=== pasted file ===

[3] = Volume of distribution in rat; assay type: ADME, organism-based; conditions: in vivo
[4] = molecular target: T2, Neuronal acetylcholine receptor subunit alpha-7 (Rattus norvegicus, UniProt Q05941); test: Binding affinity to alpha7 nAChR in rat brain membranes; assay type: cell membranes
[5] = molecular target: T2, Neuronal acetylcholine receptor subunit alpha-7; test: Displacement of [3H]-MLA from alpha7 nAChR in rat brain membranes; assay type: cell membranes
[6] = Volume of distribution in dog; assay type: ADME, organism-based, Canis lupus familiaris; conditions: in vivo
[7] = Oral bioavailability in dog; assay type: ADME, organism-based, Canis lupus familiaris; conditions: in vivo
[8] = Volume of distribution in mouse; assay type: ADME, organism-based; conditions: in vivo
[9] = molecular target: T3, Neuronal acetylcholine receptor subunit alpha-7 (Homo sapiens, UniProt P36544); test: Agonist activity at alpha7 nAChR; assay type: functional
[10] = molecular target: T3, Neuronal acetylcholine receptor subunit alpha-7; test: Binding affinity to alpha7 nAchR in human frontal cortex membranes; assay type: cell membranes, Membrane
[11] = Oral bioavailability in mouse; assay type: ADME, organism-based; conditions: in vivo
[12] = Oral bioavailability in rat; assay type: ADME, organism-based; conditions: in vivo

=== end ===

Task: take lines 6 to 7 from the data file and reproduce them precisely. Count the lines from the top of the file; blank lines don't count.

[8] = Volume of distribution in mouse; assay type: ADME, organism-based; conditions: in vivo
[9] = molecular target: T3, Neuronal acetylcholine receptor subunit alpha-7 (Homo sapiens, UniProt P36544); test: Agonist activity at alpha7 nAChR; assay type: functional